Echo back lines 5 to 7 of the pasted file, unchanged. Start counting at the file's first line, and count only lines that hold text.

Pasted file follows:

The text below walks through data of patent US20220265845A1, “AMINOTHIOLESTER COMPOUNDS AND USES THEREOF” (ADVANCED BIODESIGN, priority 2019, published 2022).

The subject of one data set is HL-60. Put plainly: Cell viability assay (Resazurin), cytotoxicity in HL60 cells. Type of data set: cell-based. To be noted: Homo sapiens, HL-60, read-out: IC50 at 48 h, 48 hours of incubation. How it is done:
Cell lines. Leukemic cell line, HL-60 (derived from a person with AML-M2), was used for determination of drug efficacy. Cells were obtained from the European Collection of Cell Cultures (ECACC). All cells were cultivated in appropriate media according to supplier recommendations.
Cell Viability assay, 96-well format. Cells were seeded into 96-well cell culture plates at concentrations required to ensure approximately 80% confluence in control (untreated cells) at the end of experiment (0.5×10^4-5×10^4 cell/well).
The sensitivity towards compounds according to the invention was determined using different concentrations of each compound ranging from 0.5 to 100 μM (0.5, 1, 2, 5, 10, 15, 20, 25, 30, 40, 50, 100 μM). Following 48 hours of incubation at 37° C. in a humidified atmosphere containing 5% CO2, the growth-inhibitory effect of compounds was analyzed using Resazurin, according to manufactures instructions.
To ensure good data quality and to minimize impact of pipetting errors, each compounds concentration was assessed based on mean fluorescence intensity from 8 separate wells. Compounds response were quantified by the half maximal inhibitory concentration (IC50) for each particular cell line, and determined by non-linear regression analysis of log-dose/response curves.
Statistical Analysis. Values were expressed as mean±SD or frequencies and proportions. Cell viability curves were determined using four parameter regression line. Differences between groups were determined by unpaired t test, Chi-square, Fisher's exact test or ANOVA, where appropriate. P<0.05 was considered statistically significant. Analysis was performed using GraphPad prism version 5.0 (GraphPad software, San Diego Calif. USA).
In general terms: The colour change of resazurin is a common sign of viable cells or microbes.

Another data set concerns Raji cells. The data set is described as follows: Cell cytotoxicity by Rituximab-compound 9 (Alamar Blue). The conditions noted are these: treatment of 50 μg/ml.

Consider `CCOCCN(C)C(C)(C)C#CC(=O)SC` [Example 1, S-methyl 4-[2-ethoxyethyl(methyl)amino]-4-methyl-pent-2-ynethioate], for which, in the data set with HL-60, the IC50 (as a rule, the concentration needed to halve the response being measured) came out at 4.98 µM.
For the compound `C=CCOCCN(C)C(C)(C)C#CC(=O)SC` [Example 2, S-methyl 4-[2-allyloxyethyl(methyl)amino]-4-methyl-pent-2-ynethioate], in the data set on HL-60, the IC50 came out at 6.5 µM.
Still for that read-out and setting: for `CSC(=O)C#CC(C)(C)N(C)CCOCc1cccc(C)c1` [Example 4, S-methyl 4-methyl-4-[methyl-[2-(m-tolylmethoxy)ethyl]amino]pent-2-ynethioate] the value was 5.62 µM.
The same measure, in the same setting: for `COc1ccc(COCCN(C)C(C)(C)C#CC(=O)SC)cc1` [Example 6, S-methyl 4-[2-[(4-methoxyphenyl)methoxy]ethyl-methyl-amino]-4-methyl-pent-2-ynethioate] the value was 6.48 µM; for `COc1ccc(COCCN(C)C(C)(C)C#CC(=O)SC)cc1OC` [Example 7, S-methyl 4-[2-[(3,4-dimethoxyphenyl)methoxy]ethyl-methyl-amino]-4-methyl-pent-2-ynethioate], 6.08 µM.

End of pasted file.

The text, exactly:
The sensitivity towards compounds according to the invention was determined using different concentrations of each compound ranging from 0.5 to 100 μM (0.5, 1, 2, 5, 10, 15, 20, 25, 30, 40, 50, 100 μM). Following 48 hours of incubation at 37° C. in a humidified atmosphere containing 5% CO2, the growth-inhibitory effect of compounds was analyzed using Resazurin, according to manufactures instructions.
To ensure good data quality and to minimize impact of pipetting errors, each compounds concentration was assessed based on mean fluorescence intensity from 8 separate wells. Compounds response were quantified by the half maximal inhibitory concentration (IC50) for each particular cell line, and determined by non-linear regression analysis of log-dose/response curves.
Statistical Analysis. Values were expressed as mean±SD or frequencies and proportions. Cell viability curves were determined using four parameter regression line. Differences between groups were determined by unpaired t test, Chi-square, Fisher's exact test or ANOVA, where appropriate. P<0.05 was considered statistically significant. Analysis was performed using GraphPad prism version 5.0 (GraphPad software, San Diego Calif. USA).